Taking a Closer Look at SPRITEs with Hubble

An infrared survey of nearby galaxies revealed outbursting objects that defied existing classifications. Now, new optical observations with Hubble investigate whether these unusual objects are more than meets the (infrared) eye.

A Spirited Survey

infrared image of the rho ophiuchi cloud complex

Young stellar objects in dusty nebulae, like those in the Rho Ophiuchi cloud complex shown here in an image from the Wide-field Infrared Survey Explorer (WISE), are a potential source of the SPRITEs discovered by SPIRITS. [NASA/JPL-Caltech/UCLA]

From 2014 to 2019, a team of astronomers carried out the first large-scale survey of variable objects at infrared wavelengths in nearby galaxies. The SPitzer InfraRed Intensive Transients Survey (SPIRITS) discovered a curious class of outbursting objects, dubbed eSPecially Red Intermediate-luminosity Transient Events (SPRITEs), which are more luminous than novae but less luminous than supernovae and have outbursts that last anywhere from days to years.

Unlike other types of infrared transients, which flare into view at optical wavelengths during an outburst, SPRITEs remain hidden or extremely faint at wavelengths shorter than infrared even when they’re at their brightest. What might these SPRITEs be — supernovae cloaked in clouds of dust, young stars in natal nebulae, or something else entirely?

light curves for three objects targeted

Spitzer light curves for three of the objects studied. Blue symbols indicate 4.5-micron measurements and red symbols indicate 3.6-micron measurements. The remaining symbols indicate upper limits. Click to enlarge. [Adapted from Bond et al. 2022]

Diving Deep with Hubble

In a new publication led by Howard Bond (Penn State University and Space Telescope Science Institute), a team of astronomers performed deep optical and near-infrared imaging with the Hubble Space Telescope to take a closer look at 21 SPIRITS targets, most of which were classified as SPRITEs. Their goal was to detect optical counterparts for these infrared transients and characterize their environments in order to identify the source of the outbursts.

Many of the targets were still not detected in the Hubble observations, but observations of their surroundings yielded new insights into their identities. What’s more, the team continued to monitor the targets with Spitzer, leading to entirely new classifications for many of the objects: of the 21 supposed transients, only three retained that moniker, while a dozen others were discovered to have periodic behavior, and six were found to vary irregularly. How has this affected our understanding of the SPIRITS targets and SPRITEs specifically?

From Transient to Periodic

images of the site of SPRITE 17fe

Hubble images of the site of SPRITE 17fe, which is marked with a red cross in the top image. The middle row shows a zoomed-in view of the site years before the outburst in three different wavelength bands. The bottom row shows the same field during an outburst — 0.8 years after the peak — in two near-infrared bands. [Bond et al. 2022]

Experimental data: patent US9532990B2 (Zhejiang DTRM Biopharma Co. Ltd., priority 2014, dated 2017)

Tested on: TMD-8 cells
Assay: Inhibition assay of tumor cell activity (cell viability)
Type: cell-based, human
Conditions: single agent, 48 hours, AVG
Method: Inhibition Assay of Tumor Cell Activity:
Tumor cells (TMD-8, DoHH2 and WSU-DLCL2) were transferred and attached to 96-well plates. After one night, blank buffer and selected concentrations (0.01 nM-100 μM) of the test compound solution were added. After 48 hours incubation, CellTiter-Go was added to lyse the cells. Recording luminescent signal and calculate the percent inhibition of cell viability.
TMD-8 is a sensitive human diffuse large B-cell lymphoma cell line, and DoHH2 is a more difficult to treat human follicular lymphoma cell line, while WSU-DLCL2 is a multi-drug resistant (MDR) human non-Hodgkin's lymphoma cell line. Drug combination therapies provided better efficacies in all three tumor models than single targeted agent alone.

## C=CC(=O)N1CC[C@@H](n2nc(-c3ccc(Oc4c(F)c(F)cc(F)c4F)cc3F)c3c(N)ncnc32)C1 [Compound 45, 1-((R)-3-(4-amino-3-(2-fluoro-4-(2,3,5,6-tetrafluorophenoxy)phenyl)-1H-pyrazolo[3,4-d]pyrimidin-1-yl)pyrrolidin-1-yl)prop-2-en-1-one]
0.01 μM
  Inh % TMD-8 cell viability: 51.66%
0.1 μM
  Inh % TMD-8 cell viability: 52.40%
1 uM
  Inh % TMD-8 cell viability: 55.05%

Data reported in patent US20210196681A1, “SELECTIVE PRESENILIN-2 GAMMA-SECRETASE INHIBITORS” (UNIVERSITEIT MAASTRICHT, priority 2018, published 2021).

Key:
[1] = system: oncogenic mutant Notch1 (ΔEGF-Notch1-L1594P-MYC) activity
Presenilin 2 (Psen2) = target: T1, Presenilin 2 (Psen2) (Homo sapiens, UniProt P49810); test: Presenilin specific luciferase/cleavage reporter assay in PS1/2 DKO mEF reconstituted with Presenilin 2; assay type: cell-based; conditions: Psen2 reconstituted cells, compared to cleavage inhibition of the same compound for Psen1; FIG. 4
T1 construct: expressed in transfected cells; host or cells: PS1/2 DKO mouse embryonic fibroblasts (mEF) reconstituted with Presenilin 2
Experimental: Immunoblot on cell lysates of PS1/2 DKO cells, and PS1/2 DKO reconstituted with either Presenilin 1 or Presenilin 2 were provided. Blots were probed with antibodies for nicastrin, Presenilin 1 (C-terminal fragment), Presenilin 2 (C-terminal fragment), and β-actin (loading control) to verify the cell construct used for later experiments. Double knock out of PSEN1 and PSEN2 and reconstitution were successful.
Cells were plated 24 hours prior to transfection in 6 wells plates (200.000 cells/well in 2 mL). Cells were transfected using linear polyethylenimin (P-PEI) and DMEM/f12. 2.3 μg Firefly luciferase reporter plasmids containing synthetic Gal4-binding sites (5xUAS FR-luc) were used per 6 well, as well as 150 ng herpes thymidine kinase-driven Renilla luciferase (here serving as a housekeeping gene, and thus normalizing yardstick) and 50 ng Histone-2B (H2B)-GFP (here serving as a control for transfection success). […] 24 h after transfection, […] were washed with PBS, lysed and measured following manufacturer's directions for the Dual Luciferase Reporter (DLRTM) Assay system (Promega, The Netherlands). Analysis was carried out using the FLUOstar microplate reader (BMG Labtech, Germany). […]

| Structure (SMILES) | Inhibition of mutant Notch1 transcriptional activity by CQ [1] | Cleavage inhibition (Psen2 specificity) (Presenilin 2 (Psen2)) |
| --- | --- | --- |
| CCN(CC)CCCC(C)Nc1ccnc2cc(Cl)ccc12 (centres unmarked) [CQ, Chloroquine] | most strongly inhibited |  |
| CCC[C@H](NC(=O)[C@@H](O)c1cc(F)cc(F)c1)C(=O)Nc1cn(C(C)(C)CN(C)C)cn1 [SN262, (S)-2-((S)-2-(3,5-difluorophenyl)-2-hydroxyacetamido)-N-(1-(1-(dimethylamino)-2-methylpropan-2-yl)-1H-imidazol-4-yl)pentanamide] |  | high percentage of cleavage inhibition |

Two of the three remaining SPRITEs were located in star-forming regions, suggesting that they are associated with massive stars, though one was found in a region with predominantly old stars and is likely a classical nova shrouded in dust. Thus, SPRITEs can have many causes; merging massive stars, dusty supernovae, and eruptions of bright variable stars are all possibilities.

The objects found to vary periodically did so over extremely long timescales (from 670 to more than 2,100 days) and tended to be found near star-forming regions. Comparison with known types of variable stars indicates that these slowly varying sources are likely dusty, evolved giant stars with masses in the 5–10 solar-mass range. The irregular variables detected in Hubble images might be pulsating red supergiants, while the redder variables undetected at Hubble wavelengths might be associated with mass-loss events of extremely dusty luminous blue variable stars.

There’s still much to learn about the dusty objects identified by SPIRITS. Infrared spectroscopy is likely to illuminate the nature of these sources and luckily, JWST and future observatories like the Roman Space Telescope should be more than equal to the task. For a detailed discussion of each target studied by Bond and collaborators, be sure to check out the full article cited below!


“Hubble Space Telescope Imaging of Luminous Extragalactic Infrared Transients and Variables from the Spitzer Infrared Intensive Transients Survey,” Howard E. Bond et al 2022 ApJ 928 158. doi:10.3847/1538-4357/ac5832